The Norwegian combined force of naval vessels carrying warrior “marines” sailed south in July 1263 to the Firth of Clyde where Haakon raided Bute and landed on Arran. At this point the fact that both kings were Christian intervened, as Alexander sent Dominican friars to negotiate some sort of peace treaty. Haakon had to recognise the churchmen’s efforts and sent two of his bishops to talk to them.

Alexander was stalling for time, however, and Haakon recognised this. The saga which recounts his adventures tells how he sent longships north to Arrochar on Loch Long where they were carried across the land to Loch Lomond and took the lands of Lennox by surprise.

At Largs on October 1, 1263, Haakon sent some of his force ashore and a “battle” began as the Scots army pounced on them. There has been so much nonsense written over the centuries about the Battle of Largs that it is safe to say only one thing – Haakon never got his full force ashore and he sailed back to Arran before heading north to winter on Orkney where he died in December.

His successor, Magnus IV, was cash-strapped and facing internal revolt. He had no wish to continue a war with Scotland over land that he knew to be too far from his country for proper control to be exerted. He sent church messengers to Alexander and a meeting was set between the Scottish king and Magnus’s emissaries in Perth at Blackfriars Monastery in the summer of 1266.

Thus arose the Treaty of Perth in which the King of Norway ceded any claim to the Western Isles, the Isle of Man, and Kintyre and also disclaimed the overlordship of Caithness in return for a one-off payment of 4,000 merks of silver and an annual payment of 100 merks in perpetuity, though Magnus’s envoys made it clear he wanted Orkney and Shetland kept as Norwegian.

With a few strokes of a pen, Alexander vastly increased his kingdom, and apart from Orkney and Shetland, the boundaries of Scotland were set.

The importance of the Treaty of Perth in Scottish history cannot be gainsaid. For the first time, all of the mainland and the islands off the West Coast plus the Isle of Man came under the sovereignty of the king of Scots rather than the king of Norway.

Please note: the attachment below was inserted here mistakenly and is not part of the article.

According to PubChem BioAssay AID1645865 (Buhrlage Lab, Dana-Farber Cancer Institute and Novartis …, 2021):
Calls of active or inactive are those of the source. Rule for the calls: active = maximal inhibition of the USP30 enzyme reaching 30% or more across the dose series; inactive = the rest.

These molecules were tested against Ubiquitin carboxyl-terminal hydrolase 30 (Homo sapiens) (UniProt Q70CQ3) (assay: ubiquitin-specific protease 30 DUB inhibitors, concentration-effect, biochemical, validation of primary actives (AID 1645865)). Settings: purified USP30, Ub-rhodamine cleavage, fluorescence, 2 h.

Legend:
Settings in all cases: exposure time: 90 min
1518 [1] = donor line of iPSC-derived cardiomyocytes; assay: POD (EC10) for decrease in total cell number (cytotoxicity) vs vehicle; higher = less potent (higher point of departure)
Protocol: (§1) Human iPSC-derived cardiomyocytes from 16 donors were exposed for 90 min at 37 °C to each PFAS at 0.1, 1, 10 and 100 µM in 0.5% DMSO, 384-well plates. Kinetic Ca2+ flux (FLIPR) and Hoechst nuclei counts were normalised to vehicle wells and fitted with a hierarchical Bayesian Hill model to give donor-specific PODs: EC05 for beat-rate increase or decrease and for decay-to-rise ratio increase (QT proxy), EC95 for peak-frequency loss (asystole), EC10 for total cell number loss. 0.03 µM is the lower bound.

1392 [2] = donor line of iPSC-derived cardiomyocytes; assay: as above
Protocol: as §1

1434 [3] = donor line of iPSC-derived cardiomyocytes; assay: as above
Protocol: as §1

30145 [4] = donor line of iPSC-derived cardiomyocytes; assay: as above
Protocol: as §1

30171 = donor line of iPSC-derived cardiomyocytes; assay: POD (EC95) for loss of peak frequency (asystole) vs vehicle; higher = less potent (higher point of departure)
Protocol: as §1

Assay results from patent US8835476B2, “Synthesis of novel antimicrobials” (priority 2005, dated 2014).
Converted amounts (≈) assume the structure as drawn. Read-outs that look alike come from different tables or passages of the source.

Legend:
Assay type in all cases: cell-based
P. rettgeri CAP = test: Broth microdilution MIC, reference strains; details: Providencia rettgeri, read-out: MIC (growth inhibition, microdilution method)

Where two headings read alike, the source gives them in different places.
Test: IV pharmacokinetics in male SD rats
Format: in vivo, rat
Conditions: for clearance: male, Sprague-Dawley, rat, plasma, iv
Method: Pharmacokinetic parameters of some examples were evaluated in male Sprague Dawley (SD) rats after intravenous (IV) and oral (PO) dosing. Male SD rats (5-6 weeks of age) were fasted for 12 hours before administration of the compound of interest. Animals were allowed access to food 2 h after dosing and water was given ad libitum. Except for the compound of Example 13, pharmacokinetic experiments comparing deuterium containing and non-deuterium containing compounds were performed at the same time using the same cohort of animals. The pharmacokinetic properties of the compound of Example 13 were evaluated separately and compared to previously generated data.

AS the Treaty states in translation from Latin: “All the inhabitants of the said islands which are conceded, resigned, and quitted claim of, to the aforesaid lord, the King of Scotland, both great and small, may be subject to the laws and customs of the kingdom of Scotland, and governed and judged according to these from this time henceforth.”

The treaty also contained an important clause that recognised the previous enmity between Scotland and Norway and cited mutual forgiveness for past actions – one of the first examples anywhere of a treaty of reconciliation.

“Also it is added to this agreement, and by common assent ordained between the kings, and the kingdoms of Norway and Scotland, that all transgressions and offences between them and their ancestors and their people perpetrated to this day on both sides are wholly remitted.”

Scotland and Norway were now friends and allies and those who lived on the West Coast of Scotland and on the islands were safe in the knowledge they need no longer fear invasion by the Norwegian Vikings.

It was Winston Churchill who said that “jaw jaw is better than war war” and in 1266 the two kingdoms found out the truth of that dictum. Never again was a dispute between Scotland and Norway solved by battle and war, but by diplomacy and discussion.

It would be another two centuries before Shetland and Orkney finally became Scottish, but the process that made modern Scotland had begun in the monastery at Perth.

You can read the Treaty of Perth online or see it at Perth Museum and Gallery until September 4. In part two next week we will show how the Treaty of Perth and the alliance between Scotland and Norway directly led to the Wars of Independence